Easter is this coming Sunday. Guest blogger Sherri Dacon will be celebrating the birth of Christ. Thanks to the 7 worship tips for kids with special needs, every member of her family will attend church and worship together.
Special Needs and Church: 7 Worship Tips for Kids with Special Needs
Church is important to our family. When our son was diagnosed with autism, we were committed to staying involved, but it hasn’t always been easy.
The top priority for us is attending worship services together. Learning to navigate worship with a special needs child is a challenge, but it’s not impossible.
Here are some helpful tips we’ve learned along the way.
1. Make church a regular part of the routine.
If you aren’t consistent about regularly attending services, church will be more of a struggle for your autistic child. Children on the spectrum thrive on routine and structure. Knowing what to expect helps them organize their thoughts and expectations in order to cope. If they get to stay home most weeks and play with Legos, they will be all the more resistant to going to church on random weeks. Work toward consistency as much as possible. Make church attendance the norm, not the exception.
2. Bring a busy bag.
Include activity books or small (quiet) toys, as well as sensory fidget items. My son loves Thinking Putty, double stick tape, and sticker books. Perhaps include special “Sunday only” items that your child will look forward to. Don’t include electronic items, as these will detract from worship for both autistic and neurotypical children.
3. Decide on rules for worship service ahead of time.
Write them down or create a visual reminder. Carry the rules with you to church, preferably with a copy in your child’s bag and one for you. When my son was younger, we brought a notebook of social stories with us to church every week. We read them on the way to church, and we always reviewed the rules for worship. Our rules are:
- Stand when most everyone stands
- Sit when most everyone sits.
- Always use a quiet voice.
- I can open my bag when the sermon begins.
Feel free to tailor your rules to suit your family and your local congregation. Our focus in creating rules was to ensure that our child would be engaged in worship, but also have coping strategies available during the “boring” or “quiet” part of the service.
4. Use non-verbal cues as reminders.
Non-verbal cues are great for reminding children of rules and expectations. I’ve often used the ASL signs for “stop” and “walking feet.” I also hold up one finger to remind him of rule #1, two fingers to remind him of rule #2 and so on. These are quick visual reminders for him when he gets antsy or overly excited.
5. Make your child a “This is too hard” sign.
Pack it in his bag so that if things get unbearable, he has a way to communicate without throwing a tantrum. Discuss the seriousness of the card, that it is only to be used in extreme discomfort, but when he does use it, take him out immediately for relief.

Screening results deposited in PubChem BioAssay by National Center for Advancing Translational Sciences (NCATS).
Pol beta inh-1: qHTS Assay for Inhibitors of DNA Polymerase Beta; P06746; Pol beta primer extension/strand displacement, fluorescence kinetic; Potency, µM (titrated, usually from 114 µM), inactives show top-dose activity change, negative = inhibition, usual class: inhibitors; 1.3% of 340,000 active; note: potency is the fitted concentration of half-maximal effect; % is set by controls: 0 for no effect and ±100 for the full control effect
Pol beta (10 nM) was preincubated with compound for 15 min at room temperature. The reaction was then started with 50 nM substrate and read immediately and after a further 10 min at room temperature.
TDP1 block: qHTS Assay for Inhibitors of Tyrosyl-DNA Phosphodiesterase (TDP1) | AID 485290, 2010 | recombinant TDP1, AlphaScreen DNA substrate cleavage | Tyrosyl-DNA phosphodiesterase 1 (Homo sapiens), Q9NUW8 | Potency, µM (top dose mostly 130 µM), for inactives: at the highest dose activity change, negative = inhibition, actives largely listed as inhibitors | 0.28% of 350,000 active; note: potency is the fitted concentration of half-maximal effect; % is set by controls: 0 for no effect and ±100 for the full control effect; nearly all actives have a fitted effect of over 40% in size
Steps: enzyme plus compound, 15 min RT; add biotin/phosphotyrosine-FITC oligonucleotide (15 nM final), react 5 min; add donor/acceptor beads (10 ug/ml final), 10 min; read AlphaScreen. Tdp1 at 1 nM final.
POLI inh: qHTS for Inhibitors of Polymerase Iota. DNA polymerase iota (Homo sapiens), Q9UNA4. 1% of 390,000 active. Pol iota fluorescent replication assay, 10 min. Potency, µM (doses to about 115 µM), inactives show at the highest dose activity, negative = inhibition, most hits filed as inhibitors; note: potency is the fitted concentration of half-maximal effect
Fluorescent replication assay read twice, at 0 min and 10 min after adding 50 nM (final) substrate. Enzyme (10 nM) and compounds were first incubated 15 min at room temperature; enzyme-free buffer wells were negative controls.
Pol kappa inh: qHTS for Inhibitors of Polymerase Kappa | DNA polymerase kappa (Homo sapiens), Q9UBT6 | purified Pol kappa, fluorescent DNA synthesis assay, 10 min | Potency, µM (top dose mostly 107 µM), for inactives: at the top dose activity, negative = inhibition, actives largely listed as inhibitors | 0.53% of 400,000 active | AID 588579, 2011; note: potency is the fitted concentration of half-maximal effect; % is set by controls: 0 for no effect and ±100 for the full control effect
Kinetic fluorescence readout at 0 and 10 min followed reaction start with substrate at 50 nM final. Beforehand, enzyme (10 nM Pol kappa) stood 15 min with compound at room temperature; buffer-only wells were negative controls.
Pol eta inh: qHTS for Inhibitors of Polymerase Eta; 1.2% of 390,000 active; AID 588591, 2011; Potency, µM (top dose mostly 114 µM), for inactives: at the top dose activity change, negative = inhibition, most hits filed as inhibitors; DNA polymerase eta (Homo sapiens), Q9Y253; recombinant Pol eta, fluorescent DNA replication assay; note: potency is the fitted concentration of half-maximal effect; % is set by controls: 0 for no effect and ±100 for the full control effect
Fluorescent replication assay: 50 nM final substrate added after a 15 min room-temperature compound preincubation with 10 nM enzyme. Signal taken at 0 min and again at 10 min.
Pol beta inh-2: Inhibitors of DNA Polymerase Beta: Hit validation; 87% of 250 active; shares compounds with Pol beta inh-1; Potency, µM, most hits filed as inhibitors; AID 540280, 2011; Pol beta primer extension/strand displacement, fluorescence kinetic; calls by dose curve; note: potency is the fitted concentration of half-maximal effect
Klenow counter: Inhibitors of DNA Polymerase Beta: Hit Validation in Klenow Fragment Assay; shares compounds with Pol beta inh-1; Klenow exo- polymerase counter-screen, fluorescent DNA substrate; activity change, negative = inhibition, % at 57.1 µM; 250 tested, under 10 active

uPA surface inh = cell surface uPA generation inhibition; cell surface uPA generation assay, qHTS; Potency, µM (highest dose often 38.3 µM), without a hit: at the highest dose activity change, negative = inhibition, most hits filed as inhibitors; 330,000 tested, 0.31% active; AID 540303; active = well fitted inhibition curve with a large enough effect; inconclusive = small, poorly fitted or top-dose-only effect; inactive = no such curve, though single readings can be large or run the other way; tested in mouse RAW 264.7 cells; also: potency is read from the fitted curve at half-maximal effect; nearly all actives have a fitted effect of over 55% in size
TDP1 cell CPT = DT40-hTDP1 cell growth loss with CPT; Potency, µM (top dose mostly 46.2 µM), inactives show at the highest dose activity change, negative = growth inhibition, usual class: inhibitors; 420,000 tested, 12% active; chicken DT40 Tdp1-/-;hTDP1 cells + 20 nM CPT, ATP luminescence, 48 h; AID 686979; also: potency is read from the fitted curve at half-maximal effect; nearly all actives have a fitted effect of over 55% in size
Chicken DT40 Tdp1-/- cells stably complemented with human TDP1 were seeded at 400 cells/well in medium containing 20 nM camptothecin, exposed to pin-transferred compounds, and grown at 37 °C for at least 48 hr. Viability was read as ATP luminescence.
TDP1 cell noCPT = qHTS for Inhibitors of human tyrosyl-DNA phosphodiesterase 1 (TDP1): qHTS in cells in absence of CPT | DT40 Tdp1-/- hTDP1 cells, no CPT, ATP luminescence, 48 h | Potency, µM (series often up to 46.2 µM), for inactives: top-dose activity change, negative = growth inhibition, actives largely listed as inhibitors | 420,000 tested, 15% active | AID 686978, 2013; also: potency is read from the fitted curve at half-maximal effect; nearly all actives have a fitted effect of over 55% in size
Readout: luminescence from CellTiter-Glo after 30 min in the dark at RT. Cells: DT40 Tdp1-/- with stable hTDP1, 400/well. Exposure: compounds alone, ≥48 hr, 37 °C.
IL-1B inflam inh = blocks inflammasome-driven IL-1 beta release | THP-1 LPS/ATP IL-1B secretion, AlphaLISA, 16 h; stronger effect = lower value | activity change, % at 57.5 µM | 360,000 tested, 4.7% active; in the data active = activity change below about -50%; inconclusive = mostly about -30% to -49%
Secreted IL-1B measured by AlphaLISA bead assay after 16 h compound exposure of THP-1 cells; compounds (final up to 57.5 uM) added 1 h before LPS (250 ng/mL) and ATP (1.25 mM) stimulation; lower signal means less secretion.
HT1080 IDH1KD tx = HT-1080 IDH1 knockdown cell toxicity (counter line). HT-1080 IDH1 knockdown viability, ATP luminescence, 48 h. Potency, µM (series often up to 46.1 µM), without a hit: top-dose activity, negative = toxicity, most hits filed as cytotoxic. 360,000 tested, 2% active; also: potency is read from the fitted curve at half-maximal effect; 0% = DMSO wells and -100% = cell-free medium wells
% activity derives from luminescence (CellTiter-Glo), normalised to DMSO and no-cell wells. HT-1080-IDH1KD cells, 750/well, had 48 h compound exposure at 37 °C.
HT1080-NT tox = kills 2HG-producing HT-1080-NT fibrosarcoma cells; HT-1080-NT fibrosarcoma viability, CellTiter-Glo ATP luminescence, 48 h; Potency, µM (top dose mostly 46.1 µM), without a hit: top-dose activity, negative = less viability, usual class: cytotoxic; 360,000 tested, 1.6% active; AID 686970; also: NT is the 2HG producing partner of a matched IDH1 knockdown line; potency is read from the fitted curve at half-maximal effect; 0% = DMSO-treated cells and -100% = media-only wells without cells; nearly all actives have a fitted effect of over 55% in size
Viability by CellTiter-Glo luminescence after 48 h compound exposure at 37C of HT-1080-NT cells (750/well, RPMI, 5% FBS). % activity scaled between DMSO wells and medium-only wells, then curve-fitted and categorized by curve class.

One year our family missed church on the last week of Advent. When we returned the following Sunday, the Advent Wreath had disappeared. This upset my child tremendously, but being able to use his sign prevented a meltdown and helped him cope with his disappointment in an acceptable way.
6. Provide a simple worship guide for your child.
On a sheet of paper, write out simple questions like,
- “What color is the pastor’s tie?”
- “What was your favorite song today?”
- “Name one thing you remember from the sermon.”
- Include a tally sheet for children to count how many times they hear a certain word, such as “grace” or “Jesus.”
Having something to focus on during worship can be extremely helpful. You will be surprised what your child actually hears, even though he seems to be engrossed in his comic book or sudoku.
7. Allow your child to be comfortable.
This may mean wearing different clothes than you would prefer, taking shoes off during service, or pulling arms inside a sweater. It may mean stimming during worship, or plugging her ears when things get loud. Unless these are extreme distractions, allow your child to do some of these things in order to increase her comfort level. Worship should always be a positive experience.
Going to church regularly has been a huge blessing for our entire family, even though it it continues to be a challenge for my autistic son. Still, we have learned ways to help make it an overall positive experience.
Don’t give up, parents.
Being a part of a welcoming faith community is worth the hard work and dedication.
With some preparation and tools under your belt, church can be a wonderful part of your child’s life.
What Works for You?
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